“Their crowd was really into it, and they came to play,” said Tyler Hansbrough, who led Carolina with 19 points and a career-high 15 rebounds. “In the ACC, it doesn't matter who it is or where it is, you always have to play hard. I think at times we had some letdowns that hurt us.”
Prior to their game-ending surge, the Tar Heels were shooting just 36 percent from the floor, and trailed in the plus-or-minus 20-point range for much of the second half.
“We started to make some baskets down the stretch, but it was too little too late to say the least,” Roy Williams said. “I believe I didn’t do a good job of getting the team ready or with the intensity that we had to play with. It started out so easy the first couple of possessions, then, all of a sudden, we started to turn the ball over.
There was nothing sluggish about the start for UNC (15-2, 2-1 ACC), which literally scored off the opening tip on a Reyshawn Terry dunk. The Tar Heels led by eight points on two occasions, the last at 21-13 lead with 13:07 to play in the first half.
But Tech (13-4, 3-0) recovered quickly with a 17-0 run and then streaked to the locker room ahead, 47-37; having hit 6-of-9 three-pointers.
There would be no silencing of the sold out (9,847) crowd, and the rest of the way, everything the Hokies shot seemed to get sucked through the net. Meanwhile, the Tar Heels showed no characteristics of the offensive juggernaut they had been in previous games.
For the game, Tech scored 19 fast break points to Carolina’s seven. Tech scored 20 points off turnovers to Carolina’s 13. Tech’s bench outscored Carolina’s, 36-23. And Carolina missed 13 free throws.
Zabian Dowdell scored 23 points and his backcourt mate Jamon Gordon added 17, as the Hokies led by as many as 23 at one point. With 3:36 to play in the game, they still held a commanding 83-64 advantage.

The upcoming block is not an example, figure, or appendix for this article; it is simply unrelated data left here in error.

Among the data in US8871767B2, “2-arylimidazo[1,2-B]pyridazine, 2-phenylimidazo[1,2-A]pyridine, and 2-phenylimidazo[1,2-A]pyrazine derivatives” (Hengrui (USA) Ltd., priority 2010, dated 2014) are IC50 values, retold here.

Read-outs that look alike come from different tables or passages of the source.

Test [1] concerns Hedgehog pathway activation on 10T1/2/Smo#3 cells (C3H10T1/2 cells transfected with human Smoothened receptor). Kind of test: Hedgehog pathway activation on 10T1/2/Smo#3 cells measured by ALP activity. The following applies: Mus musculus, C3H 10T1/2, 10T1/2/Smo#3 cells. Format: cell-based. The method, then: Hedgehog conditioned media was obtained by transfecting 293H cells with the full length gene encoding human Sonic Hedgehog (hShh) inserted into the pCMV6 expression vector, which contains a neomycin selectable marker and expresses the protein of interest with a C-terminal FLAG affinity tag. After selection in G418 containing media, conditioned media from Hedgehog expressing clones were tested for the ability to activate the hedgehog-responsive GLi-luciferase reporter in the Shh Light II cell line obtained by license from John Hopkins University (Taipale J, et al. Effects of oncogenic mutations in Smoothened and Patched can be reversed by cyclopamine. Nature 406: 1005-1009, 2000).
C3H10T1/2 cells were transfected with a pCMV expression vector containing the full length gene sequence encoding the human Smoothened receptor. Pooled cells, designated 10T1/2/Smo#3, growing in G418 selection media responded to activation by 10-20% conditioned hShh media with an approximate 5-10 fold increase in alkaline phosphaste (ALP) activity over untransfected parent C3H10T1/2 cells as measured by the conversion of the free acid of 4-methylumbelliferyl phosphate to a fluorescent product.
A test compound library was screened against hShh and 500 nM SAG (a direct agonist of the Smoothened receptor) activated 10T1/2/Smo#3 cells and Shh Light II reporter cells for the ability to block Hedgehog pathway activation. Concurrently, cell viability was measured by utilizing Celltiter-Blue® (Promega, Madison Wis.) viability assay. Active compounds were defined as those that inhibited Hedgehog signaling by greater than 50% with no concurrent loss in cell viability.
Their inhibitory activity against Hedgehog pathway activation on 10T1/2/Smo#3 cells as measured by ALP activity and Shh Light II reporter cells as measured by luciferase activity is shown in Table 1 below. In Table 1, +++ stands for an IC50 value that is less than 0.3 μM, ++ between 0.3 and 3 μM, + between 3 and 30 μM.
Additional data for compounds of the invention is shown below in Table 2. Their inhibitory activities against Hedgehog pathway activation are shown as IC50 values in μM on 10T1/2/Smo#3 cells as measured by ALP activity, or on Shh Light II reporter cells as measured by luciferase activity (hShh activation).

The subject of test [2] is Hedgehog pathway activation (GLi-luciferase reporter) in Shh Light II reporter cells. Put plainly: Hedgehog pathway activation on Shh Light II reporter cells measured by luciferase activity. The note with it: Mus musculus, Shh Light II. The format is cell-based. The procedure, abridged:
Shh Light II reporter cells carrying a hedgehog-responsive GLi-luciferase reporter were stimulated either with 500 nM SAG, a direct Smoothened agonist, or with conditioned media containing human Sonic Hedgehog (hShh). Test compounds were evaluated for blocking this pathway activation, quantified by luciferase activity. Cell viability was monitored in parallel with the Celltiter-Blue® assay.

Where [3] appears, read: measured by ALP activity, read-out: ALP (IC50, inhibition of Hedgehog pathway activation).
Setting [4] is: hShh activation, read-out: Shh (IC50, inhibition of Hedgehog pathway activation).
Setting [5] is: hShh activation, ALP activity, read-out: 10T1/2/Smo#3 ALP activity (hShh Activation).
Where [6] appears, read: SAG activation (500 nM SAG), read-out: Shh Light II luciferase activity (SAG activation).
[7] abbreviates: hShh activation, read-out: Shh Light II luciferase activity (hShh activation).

VT coach Seth Greenberg said, “After the first four minutes, we did a terrific job – until the last four minutes – of getting back and setting our defense. Coleman Collins did a terrific job of making it hard for Hansbrough to catch the ball. The job Collins did defensively, and doing his work early defensively, was magnificent. He got great help. You see how explosive North Carolina is.”
True to its tradition, Carolina clawed back into the game and outscored the Hokies 24-11 the rest of the way. The once deafening audience began to get antsy.
Utilizing his stash of timeouts and the late-game strategies revolutionized by his mentor, Dean Smith, Williams orchestrated another near Carolina miracle in the game’s final minutes.
Following a free throw by Dowdell, the Tar Heels – which got to within three points moments before – had possession of the basketball behind just four with 14 seconds to play. Ty Lawson (16 points, six assists, three steals) penetrated the lane but had to kick the ball back out to Danny Green, who then was forced to launch a quick shot from the top of the key that missed the mark.
As time ran out, Tech fans stormed the court in jubilation
“This is a great day for Virginia Tech basketball,” Williams said.
The Tar Heels will try and regroup in time for Wednesday night’s game at Clemson (17-1, 3-1), which lost for the first time this season to Maryland on Saturday, 92-87.
* Injury Note: Bobby Frasor's day ended early, as he was sidelined after playing only six minutes and did not return. "He tweaked his foot again. We don't know and I'm not encouraged. Hopefully it's not worse for Bobby because he's such a great kid."